I agree Mr. Myerchin, for what it's worth, a hundred percent with your argument that there isn't a statutory basis to do is [sic]. However I have to say that I'm almost always bothered by cases that are relatively small dollar amounts when somebody chooses to remove it to district court simply because they put the plaintiff in the position of either having to proceed without an attorney at marked disadvantage or having to pay attorneys fees and I just don't think that's right. I think the whole purpose of small claims court, as we've said -- as both parties have said, is to resolve relatively simple dollar amount and factual matters in a cheap and informal basis. I think Mr. Danzl made good faith efforts to do that. Please don't get me wrong Mr. Myerchin, I'm not accusing you of bad faith in any way. I'm just saying that I think better judgment by your client would have been to resolve the matter in small claims court and I think if we're using the term punishment or penalty, it shouldn't be the plaintiff that should be penalized, particularly if the plaintiff prevails in the matter. In this case, just for a legal basis, I do think that Mr. Danzl would be unjustly impoverished if he were forced to pay the attorneys fees.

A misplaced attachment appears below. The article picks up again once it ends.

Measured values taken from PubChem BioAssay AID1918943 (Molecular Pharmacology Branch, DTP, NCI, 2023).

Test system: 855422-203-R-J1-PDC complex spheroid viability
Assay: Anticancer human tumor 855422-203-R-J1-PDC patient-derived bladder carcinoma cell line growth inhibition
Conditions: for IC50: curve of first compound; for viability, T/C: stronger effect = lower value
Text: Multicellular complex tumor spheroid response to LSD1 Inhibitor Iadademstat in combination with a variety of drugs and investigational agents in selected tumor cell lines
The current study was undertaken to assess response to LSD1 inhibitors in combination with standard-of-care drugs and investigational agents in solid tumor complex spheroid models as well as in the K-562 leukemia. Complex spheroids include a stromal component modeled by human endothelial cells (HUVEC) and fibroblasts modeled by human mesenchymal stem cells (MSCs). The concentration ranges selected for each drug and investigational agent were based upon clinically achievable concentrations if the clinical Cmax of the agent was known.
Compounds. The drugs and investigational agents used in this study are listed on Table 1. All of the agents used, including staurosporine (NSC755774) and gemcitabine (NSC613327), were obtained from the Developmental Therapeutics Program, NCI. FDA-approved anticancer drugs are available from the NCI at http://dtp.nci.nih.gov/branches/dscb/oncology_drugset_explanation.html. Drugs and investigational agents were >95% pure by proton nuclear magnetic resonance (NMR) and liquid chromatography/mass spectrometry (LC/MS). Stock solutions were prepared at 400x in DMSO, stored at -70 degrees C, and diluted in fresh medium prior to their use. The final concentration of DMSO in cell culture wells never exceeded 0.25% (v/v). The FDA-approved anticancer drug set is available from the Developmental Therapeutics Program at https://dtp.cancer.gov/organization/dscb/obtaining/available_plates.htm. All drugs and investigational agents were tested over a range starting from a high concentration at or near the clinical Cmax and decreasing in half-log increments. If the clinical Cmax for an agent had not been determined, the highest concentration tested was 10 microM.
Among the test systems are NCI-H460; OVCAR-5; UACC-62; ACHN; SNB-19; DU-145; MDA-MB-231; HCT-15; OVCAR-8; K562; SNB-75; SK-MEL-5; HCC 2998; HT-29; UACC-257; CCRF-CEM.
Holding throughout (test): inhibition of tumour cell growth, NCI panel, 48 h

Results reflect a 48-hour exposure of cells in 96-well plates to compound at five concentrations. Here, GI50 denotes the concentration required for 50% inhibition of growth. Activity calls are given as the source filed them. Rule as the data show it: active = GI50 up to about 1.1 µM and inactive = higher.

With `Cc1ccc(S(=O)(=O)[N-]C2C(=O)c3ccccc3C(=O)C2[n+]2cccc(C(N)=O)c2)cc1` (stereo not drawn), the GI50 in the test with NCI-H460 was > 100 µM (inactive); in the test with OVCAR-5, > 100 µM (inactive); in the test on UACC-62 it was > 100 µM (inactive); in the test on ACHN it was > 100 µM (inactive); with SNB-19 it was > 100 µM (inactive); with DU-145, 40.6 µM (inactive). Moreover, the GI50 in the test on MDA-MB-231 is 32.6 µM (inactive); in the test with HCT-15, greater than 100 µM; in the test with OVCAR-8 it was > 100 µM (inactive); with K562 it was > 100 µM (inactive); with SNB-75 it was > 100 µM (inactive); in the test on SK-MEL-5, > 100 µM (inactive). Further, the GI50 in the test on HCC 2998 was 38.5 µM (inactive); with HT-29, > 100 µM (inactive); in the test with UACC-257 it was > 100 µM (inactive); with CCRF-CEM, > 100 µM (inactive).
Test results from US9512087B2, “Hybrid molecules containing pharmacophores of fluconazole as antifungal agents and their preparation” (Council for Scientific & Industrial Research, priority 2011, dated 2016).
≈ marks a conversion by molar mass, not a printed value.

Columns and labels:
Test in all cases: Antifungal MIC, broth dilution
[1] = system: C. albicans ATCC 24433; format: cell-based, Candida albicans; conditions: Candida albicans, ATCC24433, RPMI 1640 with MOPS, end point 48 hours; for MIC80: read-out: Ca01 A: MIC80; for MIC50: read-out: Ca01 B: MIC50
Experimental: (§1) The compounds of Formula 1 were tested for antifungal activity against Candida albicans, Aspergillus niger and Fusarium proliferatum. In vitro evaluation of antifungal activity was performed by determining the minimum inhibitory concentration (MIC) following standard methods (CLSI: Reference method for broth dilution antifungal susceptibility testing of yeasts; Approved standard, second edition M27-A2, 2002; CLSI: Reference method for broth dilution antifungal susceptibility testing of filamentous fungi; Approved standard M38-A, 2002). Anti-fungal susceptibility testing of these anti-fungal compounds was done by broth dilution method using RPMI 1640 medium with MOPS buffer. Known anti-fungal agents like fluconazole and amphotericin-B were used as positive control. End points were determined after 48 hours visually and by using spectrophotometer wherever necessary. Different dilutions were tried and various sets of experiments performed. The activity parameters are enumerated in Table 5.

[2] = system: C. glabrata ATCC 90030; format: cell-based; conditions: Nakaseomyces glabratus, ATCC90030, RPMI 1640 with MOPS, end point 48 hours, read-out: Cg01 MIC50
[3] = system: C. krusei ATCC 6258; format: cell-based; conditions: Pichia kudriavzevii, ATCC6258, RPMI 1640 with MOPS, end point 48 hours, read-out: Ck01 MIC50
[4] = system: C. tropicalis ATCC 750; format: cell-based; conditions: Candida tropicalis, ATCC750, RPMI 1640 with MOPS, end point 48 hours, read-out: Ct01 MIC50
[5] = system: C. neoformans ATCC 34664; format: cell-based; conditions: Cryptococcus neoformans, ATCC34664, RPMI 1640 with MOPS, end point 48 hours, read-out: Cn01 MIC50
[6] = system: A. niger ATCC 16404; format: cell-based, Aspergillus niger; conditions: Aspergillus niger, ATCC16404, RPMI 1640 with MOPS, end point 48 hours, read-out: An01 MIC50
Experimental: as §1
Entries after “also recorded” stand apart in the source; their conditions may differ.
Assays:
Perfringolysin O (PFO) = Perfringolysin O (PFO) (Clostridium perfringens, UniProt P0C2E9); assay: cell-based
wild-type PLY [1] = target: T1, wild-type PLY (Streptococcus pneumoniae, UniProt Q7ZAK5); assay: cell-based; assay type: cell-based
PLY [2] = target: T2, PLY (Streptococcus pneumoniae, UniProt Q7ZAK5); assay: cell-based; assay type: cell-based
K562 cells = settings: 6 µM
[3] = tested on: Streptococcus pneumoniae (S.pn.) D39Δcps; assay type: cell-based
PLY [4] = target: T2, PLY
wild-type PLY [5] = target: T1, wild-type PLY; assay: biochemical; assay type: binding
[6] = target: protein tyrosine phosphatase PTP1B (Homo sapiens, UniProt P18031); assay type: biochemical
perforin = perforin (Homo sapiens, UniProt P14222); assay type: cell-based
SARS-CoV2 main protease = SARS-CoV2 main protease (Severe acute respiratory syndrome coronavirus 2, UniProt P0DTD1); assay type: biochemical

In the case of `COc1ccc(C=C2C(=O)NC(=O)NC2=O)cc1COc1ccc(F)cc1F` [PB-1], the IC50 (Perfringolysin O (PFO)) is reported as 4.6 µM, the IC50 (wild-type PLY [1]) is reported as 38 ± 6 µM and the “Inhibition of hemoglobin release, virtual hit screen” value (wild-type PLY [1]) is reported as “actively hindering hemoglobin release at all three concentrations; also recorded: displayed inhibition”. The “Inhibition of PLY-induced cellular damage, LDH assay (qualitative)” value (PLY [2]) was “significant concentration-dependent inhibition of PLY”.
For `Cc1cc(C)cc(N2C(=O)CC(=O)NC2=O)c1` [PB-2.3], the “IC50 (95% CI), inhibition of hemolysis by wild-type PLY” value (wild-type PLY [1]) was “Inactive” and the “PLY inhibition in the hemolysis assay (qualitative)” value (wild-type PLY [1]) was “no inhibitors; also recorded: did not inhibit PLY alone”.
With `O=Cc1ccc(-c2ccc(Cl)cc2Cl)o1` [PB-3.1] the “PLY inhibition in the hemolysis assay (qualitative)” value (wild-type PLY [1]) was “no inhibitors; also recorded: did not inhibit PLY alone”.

[¶5] The only issue raised by H & R Construction on appeal is whether the district court erred in awarding the Danzls their attorney fees. A district court's decision regarding an award of attorney fees will not be overturned on appeal unless the court has abused its discretion. In re Estate of Hass, 2002 ND 82, ¶ 22, 643 N.W.2d 713.
[¶6] We have consistently held that, absent statutory or contractual authority, the American Rule assumes each party to a lawsuit bears its own attorney fees. See, e.g., Western Nat'l Mut. Ins. Co. v. University of North Dakota, 2002 ND 63, ¶ 49, 643 N.W.2d 4; Fisher v. American Family Mut. Ins. Co., 1998 ND 109, ¶ 23, 579 N.W.2d 599; Zuern v. Jensen, 336 N.W.2d 329, 330 (N.D. 1983). Consequently, in the absence of express statutory or contractual authorization, attorney fees incurred by a plaintiff in litigation are not recoverable as an item of damages, see Nord v. Herrman, 1998 ND 91, ¶ 27, 577 N.W.2d 782, because attorney fees "are not a legitimate consequence of the tort or breach of contract." Farmers Union Oil Co. v. Maixner, 376 N.W.2d 43, 48 (N.D. 1985). See also Barsness v. General Diesel & Equip. Co., Inc., 422 N.W.2d 819, 827 (N.D. 1988) (recognizing attorney fees and expenses may be recovered if they constitute damages from the breach of a contract, but not if they are incurred in proving the breach). Successful litigants are also not automatically entitled to attorney fees unless authorized by contract or statute. See In re Estate of Lutz, 2000 ND 226, ¶ 33, 620 N.W.2d 589.